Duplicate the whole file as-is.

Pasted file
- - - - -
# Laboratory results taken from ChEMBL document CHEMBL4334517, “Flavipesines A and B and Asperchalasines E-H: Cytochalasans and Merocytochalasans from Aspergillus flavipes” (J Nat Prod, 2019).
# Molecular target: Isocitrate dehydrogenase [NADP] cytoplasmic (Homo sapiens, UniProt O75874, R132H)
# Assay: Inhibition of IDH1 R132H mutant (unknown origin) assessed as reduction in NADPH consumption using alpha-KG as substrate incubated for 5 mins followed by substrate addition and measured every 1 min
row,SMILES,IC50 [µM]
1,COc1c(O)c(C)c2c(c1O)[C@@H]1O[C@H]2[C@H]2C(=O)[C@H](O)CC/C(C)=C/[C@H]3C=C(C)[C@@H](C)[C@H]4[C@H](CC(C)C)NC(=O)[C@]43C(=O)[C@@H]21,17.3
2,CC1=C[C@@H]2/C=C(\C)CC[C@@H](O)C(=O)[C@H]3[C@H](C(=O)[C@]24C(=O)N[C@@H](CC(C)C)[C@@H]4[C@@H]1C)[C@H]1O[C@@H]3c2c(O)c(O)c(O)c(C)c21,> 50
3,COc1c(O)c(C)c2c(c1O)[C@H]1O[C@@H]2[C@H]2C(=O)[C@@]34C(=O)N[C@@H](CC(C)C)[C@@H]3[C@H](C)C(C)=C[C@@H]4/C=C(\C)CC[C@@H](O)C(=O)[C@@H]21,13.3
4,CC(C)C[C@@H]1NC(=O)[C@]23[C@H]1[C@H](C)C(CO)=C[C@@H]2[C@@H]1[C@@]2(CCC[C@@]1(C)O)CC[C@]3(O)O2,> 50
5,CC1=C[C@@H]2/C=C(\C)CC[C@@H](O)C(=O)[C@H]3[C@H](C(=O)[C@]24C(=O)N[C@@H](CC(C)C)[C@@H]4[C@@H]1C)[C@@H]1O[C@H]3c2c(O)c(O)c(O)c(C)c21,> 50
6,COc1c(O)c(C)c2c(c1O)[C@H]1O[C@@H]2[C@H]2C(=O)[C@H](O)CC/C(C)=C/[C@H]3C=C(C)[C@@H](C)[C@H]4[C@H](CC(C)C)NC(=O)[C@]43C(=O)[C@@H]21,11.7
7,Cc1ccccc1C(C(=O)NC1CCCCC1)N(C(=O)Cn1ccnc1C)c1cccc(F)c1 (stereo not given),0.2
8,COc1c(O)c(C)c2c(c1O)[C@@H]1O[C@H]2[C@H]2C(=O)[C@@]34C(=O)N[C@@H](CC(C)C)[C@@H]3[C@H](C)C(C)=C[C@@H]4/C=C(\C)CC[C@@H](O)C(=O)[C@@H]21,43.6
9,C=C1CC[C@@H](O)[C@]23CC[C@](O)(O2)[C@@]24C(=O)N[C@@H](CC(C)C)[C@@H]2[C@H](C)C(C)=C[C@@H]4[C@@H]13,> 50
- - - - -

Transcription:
# Laboratory results taken from ChEMBL document CHEMBL4334517, “Flavipesines A and B and Asperchalasines E-H: Cytochalasans and Merocytochalasans from Aspergillus flavipes” (J Nat Prod, 2019).
# Molecular target: Isocitrate dehydrogenase [NADP] cytoplasmic (Homo sapiens, UniProt O75874, R132H)
# Assay: Inhibition of IDH1 R132H mutant (unknown origin) assessed as reduction in NADPH consumption using alpha-KG as substrate incubated for 5 mins followed by substrate addition and measured every 1 min
row,SMILES,IC50 [µM]
1,COc1c(O)c(C)c2c(c1O)[C@@H]1O[C@H]2[C@H]2C(=O)[C@H](O)CC/C(C)=C/[C@H]3C=C(C)[C@@H](C)[C@H]4[C@H](CC(C)C)NC(=O)[C@]43C(=O)[C@@H]21,17.3
2,CC1=C[C@@H]2/C=C(\C)CC[C@@H](O)C(=O)[C@H]3[C@H](C(=O)[C@]24C(=O)N[C@@H](CC(C)C)[C@@H]4[C@@H]1C)[C@H]1O[C@@H]3c2c(O)c(O)c(O)c(C)c21,> 50
3,COc1c(O)c(C)c2c(c1O)[C@H]1O[C@@H]2[C@H]2C(=O)[C@@]34C(=O)N[C@@H](CC(C)C)[C@@H]3[C@H](C)C(C)=C[C@@H]4/C=C(\C)CC[C@@H](O)C(=O)[C@@H]21,13.3
4,CC(C)C[C@@H]1NC(=O)[C@]23[C@H]1[C@H](C)C(CO)=C[C@@H]2[C@@H]1[C@@]2(CCC[C@@]1(C)O)CC[C@]3(O)O2,> 50
5,CC1=C[C@@H]2/C=C(\C)CC[C@@H](O)C(=O)[C@H]3[C@H](C(=O)[C@]24C(=O)N[C@@H](CC(C)C)[C@@H]4[C@@H]1C)[C@@H]1O[C@H]3c2c(O)c(O)c(O)c(C)c21,> 50
6,COc1c(O)c(C)c2c(c1O)[C@H]1O[C@@H]2[C@H]2C(=O)[C@H](O)CC/C(C)=C/[C@H]3C=C(C)[C@@H](C)[C@H]4[C@H](CC(C)C)NC(=O)[C@]43C(=O)[C@@H]21,11.7
7,Cc1ccccc1C(C(=O)NC1CCCCC1)N(C(=O)Cn1ccnc1C)c1cccc(F)c1 (stereo not given),0.2
8,COc1c(O)c(C)c2c(c1O)[C@@H]1O[C@H]2[C@H]2C(=O)[C@@]34C(=O)N[C@@H](CC(C)C)[C@@H]3[C@H](C)C(C)=C[C@@H]4/C=C(\C)CC[C@@H](O)C(=O)[C@@H]21,43.6
9,C=C1CC[C@@H](O)[C@]23CC[C@](O)(O2)[C@@]24C(=O)N[C@@H](CC(C)C)[C@@H]2[C@H](C)C(C)=C[C@@H]4[C@@H]13,> 50